The Race to 2021: The State of Autonomous Vehicles and a "Who's Who" …


By Brian Solis PrincipalAnalyst Altimeter, a Prophet Company December 22, 2016 THE RACE TO 2021: THE STATE OF AUTONOMOUS VEHICLES AND A "WHO'S WHO" OF INDUSTRY DRIVERS 2. Executive Summary: State of Autonomous Vehicles For this market profile report, we examined the autonomous offerings of 22 auto manufacturers and 34 hardware and software providers. We uncovered the following insights and trends: • Semi-autonomous vehicles are the stepping stone to fully autonomous vehicles. Most car manufacturers and technology companies have taken Tesla's lead and are offering features like self- parking, adaptive cruise control, emergency braking and semi-hands off driving in highway/interstate conditions. Semi-autonomous features help consumers become comfortable with the idea of robots taking the wheel. Toyota, Intel and Mercedes-Benz have dedicated business units.

Tesla's autonomous-car efforts use big data no other carmaker has


In the automotive industry, Tesla is a leader in many respects--but it's hardly head-and-shoulders above the rest when it comes to self-driving cars. The Silicon Valley automaker is developing fully autonomous cars, but it's part of a crowded field that includes many other automakers and a handful of rich tech companies as well. Still, Tesla's technical approach may give it an advantage over its numerous competitors. DON'T MISS: Let's be clear: Tesla's Autopilot is not a'self-driving car' The company has now collected a huge trove of operating data from customer cars running Tesla's Autopilot driver-assist system. Autopilot does not provide fully autonomous driving at present, but since Tesla began installing the system in its electric cars in late 2015, the system has delivered data on 1.3 billion miles of driving, according to Bloomberg.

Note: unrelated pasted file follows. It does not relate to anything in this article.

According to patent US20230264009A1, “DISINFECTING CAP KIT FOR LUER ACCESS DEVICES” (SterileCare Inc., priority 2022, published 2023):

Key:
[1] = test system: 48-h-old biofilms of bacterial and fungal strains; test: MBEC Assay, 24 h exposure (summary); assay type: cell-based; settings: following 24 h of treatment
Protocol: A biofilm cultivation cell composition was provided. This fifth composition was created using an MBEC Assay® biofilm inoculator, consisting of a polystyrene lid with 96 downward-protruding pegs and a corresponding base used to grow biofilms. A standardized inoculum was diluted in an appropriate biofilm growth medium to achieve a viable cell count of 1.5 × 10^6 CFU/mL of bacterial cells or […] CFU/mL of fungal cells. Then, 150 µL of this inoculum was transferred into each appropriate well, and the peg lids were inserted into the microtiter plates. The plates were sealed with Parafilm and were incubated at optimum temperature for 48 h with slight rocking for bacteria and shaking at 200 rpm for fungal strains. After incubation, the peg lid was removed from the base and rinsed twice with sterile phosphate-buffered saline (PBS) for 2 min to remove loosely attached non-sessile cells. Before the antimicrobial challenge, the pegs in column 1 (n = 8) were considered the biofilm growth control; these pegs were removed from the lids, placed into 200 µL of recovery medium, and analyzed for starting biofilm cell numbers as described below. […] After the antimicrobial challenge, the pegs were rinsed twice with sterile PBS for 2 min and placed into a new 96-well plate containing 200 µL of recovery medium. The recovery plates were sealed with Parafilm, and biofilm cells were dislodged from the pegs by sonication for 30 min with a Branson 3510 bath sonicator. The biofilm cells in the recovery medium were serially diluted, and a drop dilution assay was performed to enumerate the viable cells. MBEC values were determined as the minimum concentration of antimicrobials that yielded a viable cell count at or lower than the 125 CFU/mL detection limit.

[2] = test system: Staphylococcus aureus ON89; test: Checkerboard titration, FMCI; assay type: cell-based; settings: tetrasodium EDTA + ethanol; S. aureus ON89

This AI startup could change the model for self-driving cars


Comma.AI, the automotive-focused artificial intelligence (AI) startup run by George Hotz, plans on releasing an autonomous driving add-on for vehicles by the end of the year, according to TechCrunch. The device is known as the Comma One and will retail at $999; users will pay a $24 monthly fee to have access to the company's software. Hotz says that the Comma One will not make vehicles fully autonomous, but rather closer to the autonomy currently seen in Tesla's Autopilot. The device includes front radar sensors and a camera that gives users a video stream. He added that when the product launches it will only be able to support a select number of vehicles, but that eventually the company plans on making the product compatible with a much greater number of vehicles.

GM testing autonomous Bolts on Michigan's public roads

The Japan Times